A guiding thread runs through the recent Mission: Impossible movie. At times it represents a rupture, but in other instances it becomes the entire paradigm of the film. This point reveals itself as the constant fear of disavowal. From minor revelations (a supposed reason for Ethan Hunt’s imprisonment) to the complete thematic (“…if you choose to accept it”), becoming-disavowed is what the characters attempt to avoid at every turn.
Disavowed from what? The characters are caught up in a signifying apparatus that totalizes itself throughout the film. The mantra of those that hand out the missions is essentially avowal or death. Like all structures, this implies several dichotomies that the characters cling to as necessary. To be disavowed would be to recognize these oppositions as contingent, which suggests the death of the subject and the melting away of certainty. Some of these dichotomies are global, while others are defined by local events: success/failure, good/evil, west/east, friend/foe, functional/non-functional, and so on.
To give up on these basic (insofar as what is essential for the current signifying apparatus) distinctions would also serve to shake the foundations for any founding principle of metaphysics (e.g. subject/object). Becoming-disavowed involves giving up one’s subjectivity as much as it implies negating the Other’s objectivity. In becoming-disavowed, one loses one’s “agency” (literally, the characters lose membership as an agent of the government).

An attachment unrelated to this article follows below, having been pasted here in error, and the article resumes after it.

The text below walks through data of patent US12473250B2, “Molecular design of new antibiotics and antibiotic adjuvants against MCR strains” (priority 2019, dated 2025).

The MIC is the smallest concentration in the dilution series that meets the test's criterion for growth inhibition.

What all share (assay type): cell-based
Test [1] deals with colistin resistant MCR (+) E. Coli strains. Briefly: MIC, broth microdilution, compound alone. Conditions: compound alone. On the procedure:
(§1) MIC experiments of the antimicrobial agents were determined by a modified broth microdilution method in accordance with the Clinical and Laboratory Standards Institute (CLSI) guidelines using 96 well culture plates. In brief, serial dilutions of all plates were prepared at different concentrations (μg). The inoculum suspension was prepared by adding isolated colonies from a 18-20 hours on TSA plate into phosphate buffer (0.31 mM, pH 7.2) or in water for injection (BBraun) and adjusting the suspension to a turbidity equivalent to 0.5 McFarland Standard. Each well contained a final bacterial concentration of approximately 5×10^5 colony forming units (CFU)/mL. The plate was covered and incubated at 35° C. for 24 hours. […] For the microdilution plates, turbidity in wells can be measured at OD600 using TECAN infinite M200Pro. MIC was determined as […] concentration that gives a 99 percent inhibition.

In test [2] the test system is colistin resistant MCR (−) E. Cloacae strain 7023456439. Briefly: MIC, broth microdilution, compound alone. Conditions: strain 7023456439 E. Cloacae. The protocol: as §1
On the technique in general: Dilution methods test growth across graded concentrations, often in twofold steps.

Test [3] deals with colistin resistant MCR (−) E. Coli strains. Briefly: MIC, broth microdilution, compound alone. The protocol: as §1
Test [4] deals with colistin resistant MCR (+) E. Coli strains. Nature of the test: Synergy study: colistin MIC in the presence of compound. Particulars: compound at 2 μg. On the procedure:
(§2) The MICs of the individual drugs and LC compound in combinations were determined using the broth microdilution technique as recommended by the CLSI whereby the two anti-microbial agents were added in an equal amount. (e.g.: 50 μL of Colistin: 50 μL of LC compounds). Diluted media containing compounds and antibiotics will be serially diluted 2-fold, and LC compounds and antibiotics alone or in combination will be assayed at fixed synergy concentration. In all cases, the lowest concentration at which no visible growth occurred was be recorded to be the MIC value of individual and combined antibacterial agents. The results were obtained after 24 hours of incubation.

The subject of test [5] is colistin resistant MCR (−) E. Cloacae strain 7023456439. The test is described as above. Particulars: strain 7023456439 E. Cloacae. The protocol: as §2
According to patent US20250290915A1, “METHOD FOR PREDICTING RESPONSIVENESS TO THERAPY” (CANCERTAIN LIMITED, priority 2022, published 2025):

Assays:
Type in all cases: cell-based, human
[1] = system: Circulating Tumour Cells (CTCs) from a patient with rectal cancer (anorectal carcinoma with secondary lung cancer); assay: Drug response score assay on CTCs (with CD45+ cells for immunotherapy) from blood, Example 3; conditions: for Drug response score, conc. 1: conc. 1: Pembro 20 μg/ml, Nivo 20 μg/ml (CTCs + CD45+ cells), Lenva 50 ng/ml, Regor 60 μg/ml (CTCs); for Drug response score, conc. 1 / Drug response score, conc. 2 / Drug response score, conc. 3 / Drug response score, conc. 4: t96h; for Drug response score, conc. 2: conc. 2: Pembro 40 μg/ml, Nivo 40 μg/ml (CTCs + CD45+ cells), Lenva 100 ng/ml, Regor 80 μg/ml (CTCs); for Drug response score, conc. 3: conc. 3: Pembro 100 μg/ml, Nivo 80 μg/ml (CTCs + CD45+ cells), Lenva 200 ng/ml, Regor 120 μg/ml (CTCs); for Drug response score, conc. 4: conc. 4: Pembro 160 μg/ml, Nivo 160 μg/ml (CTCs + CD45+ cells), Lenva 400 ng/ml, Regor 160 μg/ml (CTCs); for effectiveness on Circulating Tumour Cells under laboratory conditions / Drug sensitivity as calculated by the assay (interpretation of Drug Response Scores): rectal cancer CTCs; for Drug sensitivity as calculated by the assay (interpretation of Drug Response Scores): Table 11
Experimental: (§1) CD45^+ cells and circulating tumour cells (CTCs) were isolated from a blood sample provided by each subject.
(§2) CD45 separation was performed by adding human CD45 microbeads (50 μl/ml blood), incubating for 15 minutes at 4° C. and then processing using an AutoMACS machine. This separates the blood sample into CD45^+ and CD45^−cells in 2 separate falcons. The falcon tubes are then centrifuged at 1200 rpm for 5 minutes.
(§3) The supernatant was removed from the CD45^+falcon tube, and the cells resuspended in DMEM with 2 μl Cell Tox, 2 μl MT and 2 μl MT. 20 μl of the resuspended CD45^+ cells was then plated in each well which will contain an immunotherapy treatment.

The anxiety of the death of the subject propels the characters to construct fictions that postpone the reality of disavowal. By the end of the film, “ghost protocol” has still been issued. This means that the characters no longer belong to any agency. Nevertheless, Ethan Hunt takes the role of the agency’s secretary and hands out the next mission to his team. This shows that one signifying apparatus will always be ready to replace another. And yet the threat of radical disavowal continues to infect these structures like the secret that is used to cover up a homicide.